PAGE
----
Migraine is one of the most disabling disorders, affecting one in seven people and causing a tremendous social and economic burden. Several findings suggest that migraine is a disease affecting a large part of the central nervous system and characterized by a global dysfunction in sensory information processing and integration, which also occurs between migraine episodes (interictal period). For example, patients with migraine exhibit increased cortical responses to sensory stimuli during the interictal period. At present, the cellular mechanisms responsible for these alterations are largely unknown. A team of neuroscientists led by Mirko Santello, PhD, at the Institute of Pharmacology and Toxicology of the University of Zurich (Switzerland), in collaboration with the University of Padua (Italy), has identified a new mechanism implicated in a special form of migraine caused by genetic mutation. The researchers report that familial hemiplegic migraine type 2 (FHM2) causes a malfunction of astrocytes in the cingulate cortex, a brain region that is involved in the feeling of pain. Astrocytes, specific star-shaped brain cells, are essential contributors to neuronal function and have a strong impact on brain circuits and behavior. These results were published online on June 3, 2020 in Science Advances. The open-access article is titled “Astrocyte Dysfunction Increases Cortical Dendritic Excitability and Promotes Cranial Pain In Familial Migraine.” "Despite their abundance, astrocytes have been relatively overlooked by neuroscientists," says Dr. Santello, the senior author of the study. Yet these cells are extremely important to clear transmitters released by neurons. In their study the researchers were able to show that in familial migraine the astrocytes cannot remove excessive transmitters released by neurons.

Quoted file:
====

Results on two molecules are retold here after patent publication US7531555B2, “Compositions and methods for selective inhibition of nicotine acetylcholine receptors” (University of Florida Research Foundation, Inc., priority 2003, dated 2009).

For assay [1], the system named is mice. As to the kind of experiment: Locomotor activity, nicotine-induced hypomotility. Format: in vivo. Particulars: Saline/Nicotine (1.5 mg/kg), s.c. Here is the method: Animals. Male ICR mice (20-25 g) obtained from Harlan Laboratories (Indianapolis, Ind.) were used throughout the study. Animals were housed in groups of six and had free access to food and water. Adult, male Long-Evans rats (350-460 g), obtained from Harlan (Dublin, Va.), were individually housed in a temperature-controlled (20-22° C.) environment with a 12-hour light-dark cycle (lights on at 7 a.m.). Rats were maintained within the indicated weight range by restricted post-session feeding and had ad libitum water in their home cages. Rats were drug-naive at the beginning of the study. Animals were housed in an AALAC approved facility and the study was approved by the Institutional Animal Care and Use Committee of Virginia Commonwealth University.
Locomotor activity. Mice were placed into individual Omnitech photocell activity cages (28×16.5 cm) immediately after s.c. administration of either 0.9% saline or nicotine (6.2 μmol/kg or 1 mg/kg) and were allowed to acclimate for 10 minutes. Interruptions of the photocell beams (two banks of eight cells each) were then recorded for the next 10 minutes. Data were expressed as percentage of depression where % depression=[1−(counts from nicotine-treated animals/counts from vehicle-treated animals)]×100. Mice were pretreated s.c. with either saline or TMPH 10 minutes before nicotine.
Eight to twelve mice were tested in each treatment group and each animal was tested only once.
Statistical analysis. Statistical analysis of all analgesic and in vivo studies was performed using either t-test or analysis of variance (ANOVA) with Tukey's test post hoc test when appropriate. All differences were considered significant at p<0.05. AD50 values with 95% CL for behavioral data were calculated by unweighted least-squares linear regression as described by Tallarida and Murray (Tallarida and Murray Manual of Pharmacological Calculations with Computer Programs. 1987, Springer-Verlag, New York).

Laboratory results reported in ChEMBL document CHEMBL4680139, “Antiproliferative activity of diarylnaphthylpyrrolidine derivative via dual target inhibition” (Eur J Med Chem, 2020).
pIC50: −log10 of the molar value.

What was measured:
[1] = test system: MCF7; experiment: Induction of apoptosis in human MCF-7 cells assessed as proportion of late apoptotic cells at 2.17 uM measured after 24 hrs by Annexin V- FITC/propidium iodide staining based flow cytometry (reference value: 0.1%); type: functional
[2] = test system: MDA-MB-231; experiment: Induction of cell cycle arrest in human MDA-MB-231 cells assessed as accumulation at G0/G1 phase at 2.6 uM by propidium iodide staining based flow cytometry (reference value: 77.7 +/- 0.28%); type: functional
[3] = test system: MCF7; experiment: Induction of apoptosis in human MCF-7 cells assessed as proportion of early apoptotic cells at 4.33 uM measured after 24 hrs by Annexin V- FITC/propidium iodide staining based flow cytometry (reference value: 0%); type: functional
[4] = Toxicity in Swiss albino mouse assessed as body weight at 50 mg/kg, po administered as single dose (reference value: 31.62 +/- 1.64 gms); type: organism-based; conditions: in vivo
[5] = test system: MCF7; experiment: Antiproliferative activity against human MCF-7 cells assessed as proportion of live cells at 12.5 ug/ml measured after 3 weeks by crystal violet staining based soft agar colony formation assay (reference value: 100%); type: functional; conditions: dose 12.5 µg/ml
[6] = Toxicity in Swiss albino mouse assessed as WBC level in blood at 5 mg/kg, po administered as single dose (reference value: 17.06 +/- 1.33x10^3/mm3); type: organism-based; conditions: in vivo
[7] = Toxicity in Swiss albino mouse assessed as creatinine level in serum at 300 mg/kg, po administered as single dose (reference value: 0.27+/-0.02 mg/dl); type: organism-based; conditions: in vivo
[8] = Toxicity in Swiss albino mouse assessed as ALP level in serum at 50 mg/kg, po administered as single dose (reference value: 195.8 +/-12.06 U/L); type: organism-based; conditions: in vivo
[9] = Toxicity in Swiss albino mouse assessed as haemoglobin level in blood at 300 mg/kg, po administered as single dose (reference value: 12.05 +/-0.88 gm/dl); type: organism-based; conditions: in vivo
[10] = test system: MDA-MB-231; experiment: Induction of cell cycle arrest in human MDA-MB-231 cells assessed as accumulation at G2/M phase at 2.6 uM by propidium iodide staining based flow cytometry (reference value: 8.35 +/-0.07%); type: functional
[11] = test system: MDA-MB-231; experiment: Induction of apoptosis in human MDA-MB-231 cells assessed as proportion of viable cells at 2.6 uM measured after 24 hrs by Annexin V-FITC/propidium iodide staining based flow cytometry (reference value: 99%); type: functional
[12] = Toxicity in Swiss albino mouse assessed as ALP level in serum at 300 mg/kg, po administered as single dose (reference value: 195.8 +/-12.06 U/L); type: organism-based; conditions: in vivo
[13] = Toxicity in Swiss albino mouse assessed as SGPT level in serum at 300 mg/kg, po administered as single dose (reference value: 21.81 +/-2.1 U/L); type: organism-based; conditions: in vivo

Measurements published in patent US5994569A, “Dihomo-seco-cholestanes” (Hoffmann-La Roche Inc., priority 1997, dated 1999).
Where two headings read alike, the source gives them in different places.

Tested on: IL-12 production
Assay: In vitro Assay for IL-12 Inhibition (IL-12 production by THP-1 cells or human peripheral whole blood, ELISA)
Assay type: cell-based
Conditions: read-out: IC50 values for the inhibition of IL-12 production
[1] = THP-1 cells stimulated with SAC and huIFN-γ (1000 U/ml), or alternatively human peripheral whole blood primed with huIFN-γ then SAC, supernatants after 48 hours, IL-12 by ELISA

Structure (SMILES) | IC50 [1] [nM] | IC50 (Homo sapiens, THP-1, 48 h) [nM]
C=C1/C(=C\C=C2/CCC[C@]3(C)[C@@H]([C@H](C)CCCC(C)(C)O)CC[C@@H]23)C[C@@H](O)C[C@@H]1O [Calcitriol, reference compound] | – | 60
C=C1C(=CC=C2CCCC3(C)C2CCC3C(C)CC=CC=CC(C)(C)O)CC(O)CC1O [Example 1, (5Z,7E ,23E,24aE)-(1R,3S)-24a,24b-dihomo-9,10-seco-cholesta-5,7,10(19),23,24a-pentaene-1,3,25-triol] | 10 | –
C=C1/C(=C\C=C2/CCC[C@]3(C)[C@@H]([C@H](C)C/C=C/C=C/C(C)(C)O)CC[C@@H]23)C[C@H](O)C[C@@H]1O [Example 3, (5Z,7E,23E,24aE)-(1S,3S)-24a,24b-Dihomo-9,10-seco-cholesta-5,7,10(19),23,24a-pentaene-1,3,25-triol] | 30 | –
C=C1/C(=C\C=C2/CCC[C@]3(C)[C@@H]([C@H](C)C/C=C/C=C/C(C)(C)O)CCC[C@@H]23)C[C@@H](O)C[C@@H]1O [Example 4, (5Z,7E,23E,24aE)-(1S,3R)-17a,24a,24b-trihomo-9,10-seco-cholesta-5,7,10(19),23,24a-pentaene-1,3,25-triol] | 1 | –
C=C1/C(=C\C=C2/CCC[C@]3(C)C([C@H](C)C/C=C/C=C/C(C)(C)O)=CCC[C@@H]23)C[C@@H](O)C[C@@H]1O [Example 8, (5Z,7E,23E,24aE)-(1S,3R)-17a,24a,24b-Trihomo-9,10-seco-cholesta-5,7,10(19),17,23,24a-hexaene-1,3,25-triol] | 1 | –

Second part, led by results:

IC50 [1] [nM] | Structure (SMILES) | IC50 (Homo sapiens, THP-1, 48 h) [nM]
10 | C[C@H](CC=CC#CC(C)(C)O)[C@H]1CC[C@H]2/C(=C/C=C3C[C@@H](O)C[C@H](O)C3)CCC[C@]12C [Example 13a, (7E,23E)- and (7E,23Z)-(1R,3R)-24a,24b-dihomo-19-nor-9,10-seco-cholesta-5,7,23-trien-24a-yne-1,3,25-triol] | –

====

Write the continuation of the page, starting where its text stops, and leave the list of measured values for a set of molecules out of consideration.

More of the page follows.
Login Or Register To Read Full Story